Friday, 3 June 2016

Learn how to bake a nutritious, multigrain bread loaf!

Baker and author of the recently-released Crumbs! Bread Stories and Recipes for the Indian Kitchen, Saee Koranne-Khandekar recalls baking bread at home for the first time when she was about 16. She says, “My mum used to bake dinner rolls at home so those were my first steps into breadmaking before I started my Bakery and Confectionery course, where, funnily enough, the first breads we made were also dinner rolls.”
While there has been a lot of debate on the various ingredients that go into making bread and whether or not the use of commercial yeast is good for health, Koranne-Khandekar feels that it is the most practical option. “While I am definitely partial to the taste of sourdough bread, there is nothing wrong with using commercial yeast as long as all the other factors are consistent and unadulterated--locally milled flour, regular filtered water, for instance.”
The author says that there has been a tremendous rise in bread baking classes over the years. She adds, “Classes are full and people are very keen on learning how to bake healthy breads, exotic breads from around the world, and surprisingly, even Indian delicacies such as Kulcha or Iyengar breads.” Incidentally, she hosts a bread making class tomorrow in Mumbai at APB Cookstudio, where she will teach participants how to make four different kinds of breads using recipes from her new book.
One of the recipes that she will be testing at the “Basic Breads Class” tomorrow is the rustic multigrain, a favourite with her family and made most often at home.
And if you’re keen to give the recipe a shot at home, here it is.
Rustic Multigrain Loaf
Baking time: 40 minutes
Baking temperature: 200 degrees centigrade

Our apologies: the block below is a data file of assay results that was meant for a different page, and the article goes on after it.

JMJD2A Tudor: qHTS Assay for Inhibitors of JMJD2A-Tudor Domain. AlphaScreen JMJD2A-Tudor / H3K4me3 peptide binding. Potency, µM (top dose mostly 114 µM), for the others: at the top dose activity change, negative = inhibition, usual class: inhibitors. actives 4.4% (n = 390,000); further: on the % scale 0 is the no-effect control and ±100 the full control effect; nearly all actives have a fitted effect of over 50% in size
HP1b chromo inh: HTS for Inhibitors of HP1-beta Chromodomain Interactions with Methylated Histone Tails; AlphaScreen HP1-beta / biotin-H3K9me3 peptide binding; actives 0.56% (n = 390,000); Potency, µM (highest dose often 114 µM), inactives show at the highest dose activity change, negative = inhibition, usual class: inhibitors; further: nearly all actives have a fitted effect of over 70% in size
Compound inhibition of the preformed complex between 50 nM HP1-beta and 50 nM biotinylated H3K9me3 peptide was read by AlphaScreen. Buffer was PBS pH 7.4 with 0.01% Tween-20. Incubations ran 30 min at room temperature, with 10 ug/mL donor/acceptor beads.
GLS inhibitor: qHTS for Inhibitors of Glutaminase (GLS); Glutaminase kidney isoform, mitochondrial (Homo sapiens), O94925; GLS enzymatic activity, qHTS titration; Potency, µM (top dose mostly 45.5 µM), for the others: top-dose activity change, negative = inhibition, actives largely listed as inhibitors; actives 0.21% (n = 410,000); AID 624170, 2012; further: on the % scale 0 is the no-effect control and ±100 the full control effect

Yield: 1 medium-sized loaf
Ingredients
200g- Multigrain flour (multigrain atta; or 150 grams coarsely milled Punjabi chakki style atta + 50 grams ragi and/or corn and/or jowar/bajra atta and/or brown rice flour in a combination of your choice)
60g/2 tbsp- Wheat bran (available under organic brands at the supermarket or simply sieve regular atta to get coarse bran)
25g- Coarsely ground breakfast oats
20g- Fresh or instant yeast
5g- Sugar/raw sugar/honey
35g- Mixed seeds (use flax seeds, sesame seeds, poppy seeds, pumpkin seeds, sunflower seeds, melon seeds (magaj), etc.)
90g- Butter or olive oil
5g- Salt
180 ml- Lukewarm water (more or less as required)
A little extra flour for dusting
Method
* Mix the yeast and sugar with the lukewarm water and keep aside until frothy.
* Place the flours, ground oats, seeds, and bran in a large mixing bowl.
* Add the frothed yeast mixture to the flours and with a firm hand, bring the dough together, adding more water a tablespoon at a time, if required, to make a soft dough somewhat the consistency of a chapatti dough.
* Tip onto a work surface and knead for 4-5 minutes, using the heel of your hand to push the dough further away from you and then bringing it back. This will help elongate the gluten strands.
* Rub the salt and butter together on the work surface until the butter feels light. If you’re using olive oil, you can skip the rubbing and simply mix the two together.
* Knead the dough into the fat and salt mixture to incorporate. Knead for 3-4 minutes until the work surface and your hands look clean (indicating that the fat has been absorbed) and the dough feels springy to touch.
* Return to the mixing bowl and cover with a plastic wrap or damp kitchen towel and leave to rise for 40 minutes to an hour in a warm spot. This dough will rise considerably but not quite double. However, if you have the time, make the dough and refrigerate overnight or for 8-10 hours at least. This will help achieve an airier crumb due to enhanced yeast activity.
* If you have refrigerated the dough, bring it to room temperature (about 2 hours on the countertop) before proceeding with the recipe. Else, proceed as follows:
* Punch the dough to degas it and knead it briefly on a lightly floured work surface.
* Shape the dough into a ball, rolling it on the counter with gentle pressure to achieve a taut surface, tucking and turning as you go.
* Place on a lightly greased and floured baking sheet and leave to rise again for 30-40 minutes, misting the top lightly with water to prevent drying.
* Just before baking, dust the top of the boule with flour. Using a razor blade or very sharp knife dipped in flour, make a quick and shallow cross incision on the top of the dough.
* Bake in a preheated oven at 200 degrees centigrade until well browned on top and hollow when tapped.
* Cool completely on a wire rack before slicing.

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